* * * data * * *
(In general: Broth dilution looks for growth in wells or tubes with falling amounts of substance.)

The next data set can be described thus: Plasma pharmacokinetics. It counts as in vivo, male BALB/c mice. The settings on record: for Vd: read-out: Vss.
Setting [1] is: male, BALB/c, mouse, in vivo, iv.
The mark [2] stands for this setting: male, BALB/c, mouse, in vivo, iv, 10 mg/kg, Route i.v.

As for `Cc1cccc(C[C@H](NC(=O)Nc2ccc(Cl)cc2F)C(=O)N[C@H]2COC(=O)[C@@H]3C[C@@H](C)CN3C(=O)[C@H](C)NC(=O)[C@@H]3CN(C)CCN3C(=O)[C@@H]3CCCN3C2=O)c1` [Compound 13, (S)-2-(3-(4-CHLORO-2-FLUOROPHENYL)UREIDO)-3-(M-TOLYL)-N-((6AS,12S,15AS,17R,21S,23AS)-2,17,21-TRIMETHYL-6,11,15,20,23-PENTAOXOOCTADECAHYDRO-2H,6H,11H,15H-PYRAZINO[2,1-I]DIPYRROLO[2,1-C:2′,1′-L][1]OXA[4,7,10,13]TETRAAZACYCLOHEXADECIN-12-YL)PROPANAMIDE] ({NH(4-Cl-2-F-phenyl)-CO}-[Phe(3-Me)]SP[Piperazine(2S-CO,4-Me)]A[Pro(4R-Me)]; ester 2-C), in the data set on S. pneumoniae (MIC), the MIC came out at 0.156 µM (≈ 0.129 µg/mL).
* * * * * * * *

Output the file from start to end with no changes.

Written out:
(In general: Broth dilution looks for growth in wells or tubes with falling amounts of substance.)

The next data set can be described thus: Plasma pharmacokinetics. It counts as in vivo, male BALB/c mice. The settings on record: for Vd: read-out: Vss.
Setting [1] is: male, BALB/c, mouse, in vivo, iv.
The mark [2] stands for this setting: male, BALB/c, mouse, in vivo, iv, 10 mg/kg, Route i.v.

As for `Cc1cccc(C[C@H](NC(=O)Nc2ccc(Cl)cc2F)C(=O)N[C@H]2COC(=O)[C@@H]3C[C@@H](C)CN3C(=O)[C@H](C)NC(=O)[C@@H]3CN(C)CCN3C(=O)[C@@H]3CCCN3C2=O)c1` [Compound 13, (S)-2-(3-(4-CHLORO-2-FLUOROPHENYL)UREIDO)-3-(M-TOLYL)-N-((6AS,12S,15AS,17R,21S,23AS)-2,17,21-TRIMETHYL-6,11,15,20,23-PENTAOXOOCTADECAHYDRO-2H,6H,11H,15H-PYRAZINO[2,1-I]DIPYRROLO[2,1-C:2′,1′-L][1]OXA[4,7,10,13]TETRAAZACYCLOHEXADECIN-12-YL)PROPANAMIDE] ({NH(4-Cl-2-F-phenyl)-CO}-[Phe(3-Me)]SP[Piperazine(2S-CO,4-Me)]A[Pro(4R-Me)]; ester 2-C), in the data set on S. pneumoniae (MIC), the MIC came out at 0.156 µM (≈ 0.129 µg/mL).